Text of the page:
This beef goulash recipe is so flexible because you can easily add or subtract veggies and make them as thick as you like. There are a thousand ways to switch it up but here are just a few suggestions.
How Do Other Countries Make Their Goulash?
This veggie-heavy German goulash recipe has a ton of character and loads of robust flavor but if you’re short on nutritious veggies you can make a traditional Hungarian goulash. It’s also a hearty stew that eats like a meal.
Of course, lots of people are partial to a good ‘ole American Goulash with elbow macaroni and chunks of tomato. Can you blame them?
Can I Turn This Into A Crockpot Goulash?
I love making crockpot goulash because I can virtually set it and forget it! It’s a great slow cooker meal that’s ready when you are but the simmer time on this German goulash recipe does give you time to do other things too.
Can I Turn This Into An Instant Pot Goulash?
Making instant pot goulash means you’ll have dinner ready in a fraction of the time and it’ll be every bit as delicious. The technique varies just a bit when you’re putting this German goulash recipe in an instant pot cooker.
- 3 pounds beef chuck, cut into 1 inch cubes
- 2 teaspoons salt divided
- 3/4 teaspoon black pepper divided
- 1/4 cup vegetable oil
- 2 cups onions, chopped
- 4 cloves garlic, minced
- 1 1/2 tablespoon sweet paprika
- 1 tablespoon all-purpose flour
- 1 1/2 cups red wine
- 3 cups beef broth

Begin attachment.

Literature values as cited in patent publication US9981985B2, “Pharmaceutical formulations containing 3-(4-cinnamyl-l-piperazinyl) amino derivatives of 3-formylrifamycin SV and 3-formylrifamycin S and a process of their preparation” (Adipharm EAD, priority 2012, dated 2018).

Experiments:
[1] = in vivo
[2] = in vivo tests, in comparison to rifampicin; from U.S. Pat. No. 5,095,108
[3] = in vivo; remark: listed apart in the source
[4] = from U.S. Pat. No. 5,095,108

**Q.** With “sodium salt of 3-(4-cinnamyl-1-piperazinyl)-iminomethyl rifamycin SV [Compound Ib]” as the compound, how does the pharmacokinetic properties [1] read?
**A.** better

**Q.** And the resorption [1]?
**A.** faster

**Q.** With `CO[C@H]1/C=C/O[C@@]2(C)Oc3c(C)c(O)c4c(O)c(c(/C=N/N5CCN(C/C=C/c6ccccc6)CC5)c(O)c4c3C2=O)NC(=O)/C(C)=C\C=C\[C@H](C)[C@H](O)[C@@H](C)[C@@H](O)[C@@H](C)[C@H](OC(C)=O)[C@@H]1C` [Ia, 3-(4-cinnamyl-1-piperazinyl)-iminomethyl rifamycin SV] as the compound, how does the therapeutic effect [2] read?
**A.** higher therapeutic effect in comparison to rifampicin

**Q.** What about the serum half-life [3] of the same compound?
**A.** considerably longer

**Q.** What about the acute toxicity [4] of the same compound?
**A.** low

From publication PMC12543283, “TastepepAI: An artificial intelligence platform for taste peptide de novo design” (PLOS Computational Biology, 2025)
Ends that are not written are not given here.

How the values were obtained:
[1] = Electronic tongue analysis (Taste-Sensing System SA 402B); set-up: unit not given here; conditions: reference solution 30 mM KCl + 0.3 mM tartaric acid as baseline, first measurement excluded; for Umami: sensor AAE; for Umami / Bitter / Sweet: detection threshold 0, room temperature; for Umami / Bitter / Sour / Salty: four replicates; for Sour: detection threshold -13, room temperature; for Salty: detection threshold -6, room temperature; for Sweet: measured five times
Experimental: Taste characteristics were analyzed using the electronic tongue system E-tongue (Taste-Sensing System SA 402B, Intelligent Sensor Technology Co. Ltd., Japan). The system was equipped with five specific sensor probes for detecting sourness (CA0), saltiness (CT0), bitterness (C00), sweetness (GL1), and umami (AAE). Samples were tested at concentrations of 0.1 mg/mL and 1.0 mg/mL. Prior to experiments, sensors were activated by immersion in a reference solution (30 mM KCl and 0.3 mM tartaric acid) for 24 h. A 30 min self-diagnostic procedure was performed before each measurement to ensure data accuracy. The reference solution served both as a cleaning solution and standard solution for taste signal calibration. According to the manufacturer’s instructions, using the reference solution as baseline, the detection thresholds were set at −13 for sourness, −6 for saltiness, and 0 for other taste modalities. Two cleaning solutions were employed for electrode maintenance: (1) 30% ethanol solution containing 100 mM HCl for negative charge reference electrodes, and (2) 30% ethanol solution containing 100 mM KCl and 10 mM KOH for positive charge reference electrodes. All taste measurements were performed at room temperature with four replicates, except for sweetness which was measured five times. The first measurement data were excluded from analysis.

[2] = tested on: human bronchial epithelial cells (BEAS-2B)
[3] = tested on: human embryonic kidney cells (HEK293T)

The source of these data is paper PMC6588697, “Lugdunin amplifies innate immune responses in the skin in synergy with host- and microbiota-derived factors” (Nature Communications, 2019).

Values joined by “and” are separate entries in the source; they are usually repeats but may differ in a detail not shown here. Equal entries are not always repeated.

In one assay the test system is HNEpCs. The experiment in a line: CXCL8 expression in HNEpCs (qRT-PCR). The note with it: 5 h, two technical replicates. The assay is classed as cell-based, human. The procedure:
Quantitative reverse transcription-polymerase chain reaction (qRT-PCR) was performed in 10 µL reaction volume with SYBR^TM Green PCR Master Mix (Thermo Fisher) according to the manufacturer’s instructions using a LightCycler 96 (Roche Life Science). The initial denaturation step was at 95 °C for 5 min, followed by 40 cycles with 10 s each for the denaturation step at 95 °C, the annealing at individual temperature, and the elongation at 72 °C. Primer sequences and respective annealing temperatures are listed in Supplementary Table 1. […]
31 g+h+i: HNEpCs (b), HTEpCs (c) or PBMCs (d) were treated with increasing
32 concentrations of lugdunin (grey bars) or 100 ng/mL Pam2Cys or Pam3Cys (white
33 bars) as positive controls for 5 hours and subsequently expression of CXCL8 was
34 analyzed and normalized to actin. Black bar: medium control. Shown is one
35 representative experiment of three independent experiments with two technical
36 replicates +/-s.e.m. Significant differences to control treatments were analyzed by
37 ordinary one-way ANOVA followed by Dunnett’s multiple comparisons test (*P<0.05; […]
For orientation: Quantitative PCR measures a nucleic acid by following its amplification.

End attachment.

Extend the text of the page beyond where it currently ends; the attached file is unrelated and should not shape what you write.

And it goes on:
- 1 tablespoon beef flavored Better Than Bouillon
- 1/4 cup tomato paste
- 1 teaspoon dried caraway seeds
- 2 teaspoon ground marjoram
- 1/2 teaspoon dried rosemary
- 2 bay leaves
- 1 tablespoon red wine vinegar
- 3 tablespoons parsley
- 2 medium carrots, peeled and cut into 1/2 inch pieces
- 1 medium red bell pepper, cut into 1 inch pieces
- 1 medium orange bell pepper, cut into 1 inch pieces
- In a large mixing bowl, add the beef and toss with 1 teaspoon of salt and 1/4 teaspoon of black pepper. Let sit for 15 minutes.
- In a large pot, heat 2 tablespoons of oil over medium-high heat. When the oil shimmers add 1/3 of the beef cubes and brown on all sides. Remove to a plate and repeat with remaining beef. Moderate heat so brown bits on the bottom of the pan do not burn and add more oil as necessary. Remove and discard all but 2 tablespoons oil from pot.
- Reduce the heat to medium-low and add the onion to the pot. Saute until they begin to soften, about 4-5 minutes. Add the garlic and saute, stirring frequently, until fragrant, about 1 minute.
- Sprinkle the paprika and flour over onions and garlic and saute over medium heat, stirring constantly, for 1 minute.
- Pour in the wine and bring to a boil. Stir and remove all brown bits on the bottom of the pan. When the liquid boils, reduce heat and add broth, Better Than Bouillon, tomato paste, caraway seeds, marjoram, rosemary, bay leaves, red wine vinegar, 1 teaspoon salt and 1/2 teaspoon black pepper.
- Return the browned beef along with any accumulated juices to pot. Bring to a boil then reduce heat and simmer, uncovered, about 2 to 2 1/2 hours or until beef is fork-tender.
- Add carrots and peppers and simmer until vegetables are tender about 20 minutes. If broth becomes too thick add more beef broth or water to thin. (broth should be like gravy) Adjust seasoning as needed, sprinkle with parsley, then ladle into individual bowls and serve!
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When you’re ready for a hearty flavor-packed meal on a cold dreary day, reach for this German goulash recipe. It’ll warm your insides to a slow fervent glow while you savor every delicious layer of flavor. This is one of my favorite cold-weather meals and once you try it, you’ll know exactly why!
German goulash is more than a stew, it’s an experience you don’t want to miss…